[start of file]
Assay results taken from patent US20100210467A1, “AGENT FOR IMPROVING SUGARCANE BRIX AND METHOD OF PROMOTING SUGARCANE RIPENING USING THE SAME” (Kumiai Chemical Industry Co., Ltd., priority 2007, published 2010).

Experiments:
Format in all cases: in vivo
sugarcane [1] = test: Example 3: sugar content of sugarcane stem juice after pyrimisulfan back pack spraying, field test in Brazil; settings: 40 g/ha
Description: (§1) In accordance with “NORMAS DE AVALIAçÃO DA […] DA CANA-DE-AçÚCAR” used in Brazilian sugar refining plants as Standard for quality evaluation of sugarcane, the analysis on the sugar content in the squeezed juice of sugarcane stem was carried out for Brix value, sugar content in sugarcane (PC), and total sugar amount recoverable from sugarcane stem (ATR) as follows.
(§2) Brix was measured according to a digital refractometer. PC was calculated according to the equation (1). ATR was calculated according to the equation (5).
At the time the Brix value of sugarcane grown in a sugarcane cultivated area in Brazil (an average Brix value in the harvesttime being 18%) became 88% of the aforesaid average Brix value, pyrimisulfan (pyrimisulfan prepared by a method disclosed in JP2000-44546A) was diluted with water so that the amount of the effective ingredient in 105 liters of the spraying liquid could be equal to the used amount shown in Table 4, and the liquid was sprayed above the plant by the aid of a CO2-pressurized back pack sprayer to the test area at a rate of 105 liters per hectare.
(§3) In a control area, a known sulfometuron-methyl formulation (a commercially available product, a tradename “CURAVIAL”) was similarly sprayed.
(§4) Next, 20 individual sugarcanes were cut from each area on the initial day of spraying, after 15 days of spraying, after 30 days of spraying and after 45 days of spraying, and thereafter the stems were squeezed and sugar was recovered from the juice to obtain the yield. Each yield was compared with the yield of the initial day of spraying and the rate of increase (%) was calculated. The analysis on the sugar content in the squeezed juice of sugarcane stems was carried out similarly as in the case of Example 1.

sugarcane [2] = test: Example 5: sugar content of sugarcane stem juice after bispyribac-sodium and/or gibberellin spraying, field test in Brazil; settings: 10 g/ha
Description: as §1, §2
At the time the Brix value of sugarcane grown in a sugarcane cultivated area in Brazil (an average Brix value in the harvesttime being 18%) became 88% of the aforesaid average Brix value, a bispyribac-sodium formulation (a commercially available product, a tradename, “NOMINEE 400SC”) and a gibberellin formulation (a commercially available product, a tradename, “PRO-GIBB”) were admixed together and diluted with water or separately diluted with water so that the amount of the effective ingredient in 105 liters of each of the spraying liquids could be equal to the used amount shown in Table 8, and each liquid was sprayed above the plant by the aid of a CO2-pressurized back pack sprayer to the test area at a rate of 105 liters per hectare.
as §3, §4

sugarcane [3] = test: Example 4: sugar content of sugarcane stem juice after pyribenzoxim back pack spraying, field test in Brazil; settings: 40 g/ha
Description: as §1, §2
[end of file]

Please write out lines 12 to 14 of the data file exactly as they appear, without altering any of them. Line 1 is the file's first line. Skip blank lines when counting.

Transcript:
At the time the Brix value of sugarcane grown in a sugarcane cultivated area in Brazil (an average Brix value in the harvesttime being 18%) became 88% of the aforesaid average Brix value, a bispyribac-sodium formulation (a commercially available product, a tradename, “NOMINEE 400SC”) and a gibberellin formulation (a commercially available product, a tradename, “PRO-GIBB”) were admixed together and diluted with water or separately diluted with water so that the amount of the effective ingredient in 105 liters of each of the spraying liquids could be equal to the used amount shown in Table 8, and each liquid was sprayed above the plant by the aid of a CO2-pressurized back pack sprayer to the test area at a rate of 105 liters per hectare.
as §3, §4

sugarcane [3] = test: Example 4: sugar content of sugarcane stem juice after pyribenzoxim back pack spraying, field test in Brazil; settings: 40 g/ha